Thoroughly conscious ignorance is the prelude to every real advance in science
– James Clerk Maxwell
Tell me and I forget
Teach me and I remember
Involve me and I learn
– Benjamin Franklin
We need science education to produce scientists, but we need it equally to create literacy in the public. … Such participation was quite common in the 19th century, but has unhappily declined. Literacy in science will enrich a person’s life.
– Hans A. Bethe
You will do the greatest service to the state if you shall raise, not the roofs of the houses, but the souls of the citizens: for it is better that great souls should dwell in small houses rather than for mean slaves to lurk in great houses.
If you want to build a ship, don’t drum up people to collect wood and don’t assign them tasks and work, but rather teach them to long for the endless immensity of the sea
– Antoine de Saint-Exupéry
The scientific spirit is of more value than its products
– Thomas Huxley
Citizen scientists are not ‘pretend scientists’. They are citizens who have gained some measure of scientific literacy (possibly through an interest in things like BOINC). If scientific literacy exists only in ivory towers, not in the citizenry, not in the media, and not in government, then we are doomed. Civilization is doomed. Humanity is doomed. And to bring it full circle, science is doomed too.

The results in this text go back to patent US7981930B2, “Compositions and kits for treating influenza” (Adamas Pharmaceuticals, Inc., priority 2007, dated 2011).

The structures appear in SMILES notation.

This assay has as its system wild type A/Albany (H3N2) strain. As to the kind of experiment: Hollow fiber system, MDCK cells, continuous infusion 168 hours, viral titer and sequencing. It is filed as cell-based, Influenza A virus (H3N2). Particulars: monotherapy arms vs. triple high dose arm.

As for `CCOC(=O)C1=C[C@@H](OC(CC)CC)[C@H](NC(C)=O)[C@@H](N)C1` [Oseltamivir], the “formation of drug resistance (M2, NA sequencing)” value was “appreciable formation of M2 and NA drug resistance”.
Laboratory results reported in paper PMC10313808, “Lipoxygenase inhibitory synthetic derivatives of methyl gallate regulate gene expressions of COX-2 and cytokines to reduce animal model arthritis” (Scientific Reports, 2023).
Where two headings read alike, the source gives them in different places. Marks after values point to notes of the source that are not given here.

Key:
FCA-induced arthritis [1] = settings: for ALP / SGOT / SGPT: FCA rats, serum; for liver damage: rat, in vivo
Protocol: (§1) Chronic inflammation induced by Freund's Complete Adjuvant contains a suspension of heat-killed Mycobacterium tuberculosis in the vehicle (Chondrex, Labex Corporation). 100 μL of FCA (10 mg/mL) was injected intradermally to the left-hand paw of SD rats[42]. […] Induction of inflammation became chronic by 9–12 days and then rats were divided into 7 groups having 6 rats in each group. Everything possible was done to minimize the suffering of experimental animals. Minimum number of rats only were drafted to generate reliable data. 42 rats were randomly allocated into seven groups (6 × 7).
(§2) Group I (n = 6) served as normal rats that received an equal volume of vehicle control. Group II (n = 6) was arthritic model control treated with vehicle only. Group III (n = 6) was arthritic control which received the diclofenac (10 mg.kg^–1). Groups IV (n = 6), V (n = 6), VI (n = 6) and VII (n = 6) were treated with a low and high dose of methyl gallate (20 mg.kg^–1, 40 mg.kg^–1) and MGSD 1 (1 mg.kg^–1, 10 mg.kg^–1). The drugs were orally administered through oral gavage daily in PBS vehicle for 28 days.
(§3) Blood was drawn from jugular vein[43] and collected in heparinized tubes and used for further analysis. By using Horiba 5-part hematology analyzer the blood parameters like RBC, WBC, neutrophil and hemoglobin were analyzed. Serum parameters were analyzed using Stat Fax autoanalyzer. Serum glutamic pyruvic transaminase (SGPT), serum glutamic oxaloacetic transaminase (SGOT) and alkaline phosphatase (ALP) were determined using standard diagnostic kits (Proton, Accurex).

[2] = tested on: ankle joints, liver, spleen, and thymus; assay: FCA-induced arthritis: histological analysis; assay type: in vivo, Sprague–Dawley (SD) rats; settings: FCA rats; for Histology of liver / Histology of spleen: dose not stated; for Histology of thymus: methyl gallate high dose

Imagine if a significant fraction of the world’s population had a basic understanding of deep time, deep space, and deep complexity. It would mean emergent social intelligence.
It would be nothing less than childhood’s end for Humanity.
Of particular interest to me are the fields of computational citizen science (mainly biology and astronomy) and institutional citizen science.